Ground Adaptation

   
Result of a Ground Adaptation layout node (respectively in 'Snap Height', 'Snap Height And Ori', and 'IK' modes)

The Ground Adaptation node allows to change the ground adaptation mode of the affected Entities.

Note that this node changes the mode of ground adaptation, but ground adaptation itself will always be performed at the end of the layout graph evaluation anyway

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Ground Adaptation node in the Layout Graph Edition panel

Node parameters

Parameters are accessible by double-clicking on the node in the Layout Graph Edition panel:


Ground Adaptation node parameters

Name Name of the node
Active Whether the node is active or not
Mode
  • None: the entity will not be adapted on the new ground, it will keep its original height
  • Snap Height: the entity will be snapped on the new ground's height (the pelvis to ground distance will be preserved, but feet might not be on the ground)
  • Snap Height And Ori: the entity will be snapped on the new ground's height, and its orientation will change to match the ground's normal
  • With IK: the entity will be ground adapted by using IKs on each of its legs (the original foot-to-ground distance will be kept for each foot)
Attitude Correction ratio When in IK mode, this tells how much of the posture's attitude is affected by the ground's slope (0 will force the posture to stay in the same orientation than the original one, 1 will fully adapt the attitude on the ground)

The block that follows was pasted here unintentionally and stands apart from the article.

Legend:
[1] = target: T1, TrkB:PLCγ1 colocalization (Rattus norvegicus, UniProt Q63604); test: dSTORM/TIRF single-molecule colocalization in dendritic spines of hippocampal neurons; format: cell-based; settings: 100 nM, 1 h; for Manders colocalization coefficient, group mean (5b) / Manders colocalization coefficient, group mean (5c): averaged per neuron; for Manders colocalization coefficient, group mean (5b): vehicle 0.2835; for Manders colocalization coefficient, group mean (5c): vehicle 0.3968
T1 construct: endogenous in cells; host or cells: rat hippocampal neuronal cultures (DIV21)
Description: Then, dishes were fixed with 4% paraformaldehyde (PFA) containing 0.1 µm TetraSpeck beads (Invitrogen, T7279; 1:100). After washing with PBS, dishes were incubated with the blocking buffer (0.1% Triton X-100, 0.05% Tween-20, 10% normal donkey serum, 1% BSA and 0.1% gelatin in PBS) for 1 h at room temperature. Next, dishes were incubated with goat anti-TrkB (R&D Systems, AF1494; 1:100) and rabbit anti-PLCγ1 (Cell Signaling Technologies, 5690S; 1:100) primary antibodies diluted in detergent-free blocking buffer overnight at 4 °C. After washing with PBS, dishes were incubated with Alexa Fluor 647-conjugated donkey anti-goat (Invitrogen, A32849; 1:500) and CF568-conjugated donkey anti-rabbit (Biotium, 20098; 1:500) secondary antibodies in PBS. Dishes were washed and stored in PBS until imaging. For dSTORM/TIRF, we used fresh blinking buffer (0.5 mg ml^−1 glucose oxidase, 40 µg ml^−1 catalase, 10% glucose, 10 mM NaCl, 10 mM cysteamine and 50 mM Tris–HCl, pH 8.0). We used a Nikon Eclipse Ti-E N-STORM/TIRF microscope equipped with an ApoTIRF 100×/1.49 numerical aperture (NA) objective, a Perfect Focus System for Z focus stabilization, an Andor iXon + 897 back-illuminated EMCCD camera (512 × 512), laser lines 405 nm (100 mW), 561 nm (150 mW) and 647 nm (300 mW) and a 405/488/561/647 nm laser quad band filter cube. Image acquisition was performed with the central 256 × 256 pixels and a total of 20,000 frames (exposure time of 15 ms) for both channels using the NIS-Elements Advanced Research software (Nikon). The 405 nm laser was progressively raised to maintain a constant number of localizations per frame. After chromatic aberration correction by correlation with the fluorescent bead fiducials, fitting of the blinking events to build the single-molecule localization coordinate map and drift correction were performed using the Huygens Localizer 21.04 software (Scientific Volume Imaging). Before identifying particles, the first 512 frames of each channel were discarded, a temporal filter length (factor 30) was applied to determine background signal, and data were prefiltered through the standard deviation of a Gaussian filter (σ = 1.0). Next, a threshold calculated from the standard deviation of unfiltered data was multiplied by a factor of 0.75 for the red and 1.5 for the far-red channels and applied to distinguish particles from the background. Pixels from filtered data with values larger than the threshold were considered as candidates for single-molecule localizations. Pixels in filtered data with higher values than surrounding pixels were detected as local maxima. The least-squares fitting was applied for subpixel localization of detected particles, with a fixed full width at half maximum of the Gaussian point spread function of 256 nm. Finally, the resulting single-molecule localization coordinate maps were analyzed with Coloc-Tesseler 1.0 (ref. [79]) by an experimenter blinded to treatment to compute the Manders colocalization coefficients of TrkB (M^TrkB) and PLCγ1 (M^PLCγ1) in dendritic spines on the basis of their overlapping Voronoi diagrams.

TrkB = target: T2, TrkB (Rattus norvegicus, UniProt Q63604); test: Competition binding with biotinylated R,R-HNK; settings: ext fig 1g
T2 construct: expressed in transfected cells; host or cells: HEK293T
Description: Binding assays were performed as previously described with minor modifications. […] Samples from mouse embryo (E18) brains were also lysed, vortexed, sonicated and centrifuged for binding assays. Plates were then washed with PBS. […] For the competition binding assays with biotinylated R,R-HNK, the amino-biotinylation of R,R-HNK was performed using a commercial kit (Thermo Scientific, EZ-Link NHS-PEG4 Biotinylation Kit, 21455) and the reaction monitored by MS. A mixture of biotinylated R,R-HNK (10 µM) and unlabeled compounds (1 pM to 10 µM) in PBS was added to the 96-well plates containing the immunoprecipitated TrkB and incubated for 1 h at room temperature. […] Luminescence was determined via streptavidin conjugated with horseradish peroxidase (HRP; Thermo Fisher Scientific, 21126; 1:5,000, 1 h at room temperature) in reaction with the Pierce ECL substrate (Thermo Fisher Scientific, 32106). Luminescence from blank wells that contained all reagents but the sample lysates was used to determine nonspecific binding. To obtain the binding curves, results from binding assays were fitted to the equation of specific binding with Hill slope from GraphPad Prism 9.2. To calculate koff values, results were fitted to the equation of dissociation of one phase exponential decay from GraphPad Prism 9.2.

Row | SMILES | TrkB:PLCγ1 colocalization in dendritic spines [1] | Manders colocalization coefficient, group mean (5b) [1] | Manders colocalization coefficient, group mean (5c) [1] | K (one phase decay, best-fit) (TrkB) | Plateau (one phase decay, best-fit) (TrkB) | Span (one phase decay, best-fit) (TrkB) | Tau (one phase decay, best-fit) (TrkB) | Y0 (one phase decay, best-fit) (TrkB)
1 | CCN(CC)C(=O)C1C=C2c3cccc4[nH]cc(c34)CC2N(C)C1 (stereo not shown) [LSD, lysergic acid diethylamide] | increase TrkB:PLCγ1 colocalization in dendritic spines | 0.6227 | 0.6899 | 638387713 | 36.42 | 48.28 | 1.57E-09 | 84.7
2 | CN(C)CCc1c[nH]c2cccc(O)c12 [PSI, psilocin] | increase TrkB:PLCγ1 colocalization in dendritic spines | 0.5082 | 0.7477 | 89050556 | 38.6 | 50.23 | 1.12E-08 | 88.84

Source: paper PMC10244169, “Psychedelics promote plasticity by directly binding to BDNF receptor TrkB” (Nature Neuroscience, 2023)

Bank Correction ratio When in IK mode, this tells how much of the posture's bank is affected by the ground's slope (0 will force the posture to stay in the same orientation than the original one, 1 will fully adapt the bank on the ground)
Adapt End of Limb ratio When in IK mode, this tells how much of the ground's slope affects the orientation of each foot (0 to keep the feet on their original orientation, 1 to full adapt the feet's orientation on the ground)
Normal From Limbs ratio

When in IK mode, this tells how the ground's slope is computed to perform the Attitude and Bank corrections:

  • near to 0: the slope is estimated from the difference of height it produces on each foot
  • near to 1: the slope is estimated from the difference of ground normal on each foot
  • in between: an interpolation between both computations methods